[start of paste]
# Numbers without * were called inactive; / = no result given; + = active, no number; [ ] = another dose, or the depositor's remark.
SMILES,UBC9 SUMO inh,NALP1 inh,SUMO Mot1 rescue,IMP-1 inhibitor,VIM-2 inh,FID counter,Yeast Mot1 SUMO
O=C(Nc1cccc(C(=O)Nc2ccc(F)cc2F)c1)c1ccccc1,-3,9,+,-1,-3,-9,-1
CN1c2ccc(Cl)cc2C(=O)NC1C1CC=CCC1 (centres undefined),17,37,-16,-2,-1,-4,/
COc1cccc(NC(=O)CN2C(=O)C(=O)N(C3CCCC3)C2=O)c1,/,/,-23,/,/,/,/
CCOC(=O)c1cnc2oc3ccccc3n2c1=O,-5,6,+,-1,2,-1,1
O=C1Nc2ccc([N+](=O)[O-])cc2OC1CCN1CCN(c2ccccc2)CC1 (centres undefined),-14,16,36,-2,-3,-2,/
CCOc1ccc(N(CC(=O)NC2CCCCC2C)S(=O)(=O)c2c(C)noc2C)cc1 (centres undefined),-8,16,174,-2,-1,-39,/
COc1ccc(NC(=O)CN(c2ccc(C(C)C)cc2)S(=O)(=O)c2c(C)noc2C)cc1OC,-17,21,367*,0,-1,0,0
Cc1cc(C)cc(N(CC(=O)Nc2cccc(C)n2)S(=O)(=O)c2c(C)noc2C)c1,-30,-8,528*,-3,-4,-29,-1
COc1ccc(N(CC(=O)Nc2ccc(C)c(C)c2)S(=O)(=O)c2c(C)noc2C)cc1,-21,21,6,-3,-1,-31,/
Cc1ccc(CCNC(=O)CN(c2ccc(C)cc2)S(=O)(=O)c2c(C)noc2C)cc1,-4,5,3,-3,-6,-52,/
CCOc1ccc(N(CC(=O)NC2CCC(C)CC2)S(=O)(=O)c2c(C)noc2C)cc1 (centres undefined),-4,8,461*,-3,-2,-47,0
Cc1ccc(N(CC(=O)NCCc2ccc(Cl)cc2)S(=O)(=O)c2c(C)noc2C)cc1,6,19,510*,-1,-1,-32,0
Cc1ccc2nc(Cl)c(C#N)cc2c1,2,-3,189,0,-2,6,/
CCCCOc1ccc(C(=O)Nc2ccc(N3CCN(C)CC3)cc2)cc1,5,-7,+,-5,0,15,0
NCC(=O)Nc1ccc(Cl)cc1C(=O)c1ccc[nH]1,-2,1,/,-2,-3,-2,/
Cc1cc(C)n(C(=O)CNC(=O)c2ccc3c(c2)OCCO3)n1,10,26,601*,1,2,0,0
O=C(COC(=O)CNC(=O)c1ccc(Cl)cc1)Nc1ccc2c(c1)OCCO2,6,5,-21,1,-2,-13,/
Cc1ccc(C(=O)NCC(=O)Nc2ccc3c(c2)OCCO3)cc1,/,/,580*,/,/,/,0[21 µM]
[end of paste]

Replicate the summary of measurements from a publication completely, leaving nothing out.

# Numbers without * were called inactive; / = no result given; + = active, no number; [ ] = another dose, or the depositor's remark.
SMILES,UBC9 SUMO inh,NALP1 inh,SUMO Mot1 rescue,IMP-1 inhibitor,VIM-2 inh,FID counter,Yeast Mot1 SUMO
O=C(Nc1cccc(C(=O)Nc2ccc(F)cc2F)c1)c1ccccc1,-3,9,+,-1,-3,-9,-1
CN1c2ccc(Cl)cc2C(=O)NC1C1CC=CCC1 (centres undefined),17,37,-16,-2,-1,-4,/
COc1cccc(NC(=O)CN2C(=O)C(=O)N(C3CCCC3)C2=O)c1,/,/,-23,/,/,/,/
CCOC(=O)c1cnc2oc3ccccc3n2c1=O,-5,6,+,-1,2,-1,1
O=C1Nc2ccc([N+](=O)[O-])cc2OC1CCN1CCN(c2ccccc2)CC1 (centres undefined),-14,16,36,-2,-3,-2,/
CCOc1ccc(N(CC(=O)NC2CCCCC2C)S(=O)(=O)c2c(C)noc2C)cc1 (centres undefined),-8,16,174,-2,-1,-39,/
COc1ccc(NC(=O)CN(c2ccc(C(C)C)cc2)S(=O)(=O)c2c(C)noc2C)cc1OC,-17,21,367*,0,-1,0,0
Cc1cc(C)cc(N(CC(=O)Nc2cccc(C)n2)S(=O)(=O)c2c(C)noc2C)c1,-30,-8,528*,-3,-4,-29,-1
COc1ccc(N(CC(=O)Nc2ccc(C)c(C)c2)S(=O)(=O)c2c(C)noc2C)cc1,-21,21,6,-3,-1,-31,/
Cc1ccc(CCNC(=O)CN(c2ccc(C)cc2)S(=O)(=O)c2c(C)noc2C)cc1,-4,5,3,-3,-6,-52,/
CCOc1ccc(N(CC(=O)NC2CCC(C)CC2)S(=O)(=O)c2c(C)noc2C)cc1 (centres undefined),-4,8,461*,-3,-2,-47,0
Cc1ccc(N(CC(=O)NCCc2ccc(Cl)cc2)S(=O)(=O)c2c(C)noc2C)cc1,6,19,510*,-1,-1,-32,0
Cc1ccc2nc(Cl)c(C#N)cc2c1,2,-3,189,0,-2,6,/
CCCCOc1ccc(C(=O)Nc2ccc(N3CCN(C)CC3)cc2)cc1,5,-7,+,-5,0,15,0
NCC(=O)Nc1ccc(Cl)cc1C(=O)c1ccc[nH]1,-2,1,/,-2,-3,-2,/
Cc1cc(C)n(C(=O)CNC(=O)c2ccc3c(c2)OCCO3)n1,10,26,601*,1,2,0,0
O=C(COC(=O)CNC(=O)c1ccc(Cl)cc1)Nc1ccc2c(c1)OCCO2,6,5,-21,1,-2,-13,/
Cc1ccc(C(=O)NCC(=O)Nc2ccc3c(c2)OCCO3)cc1,/,/,580*,/,/,/,0[21 µM]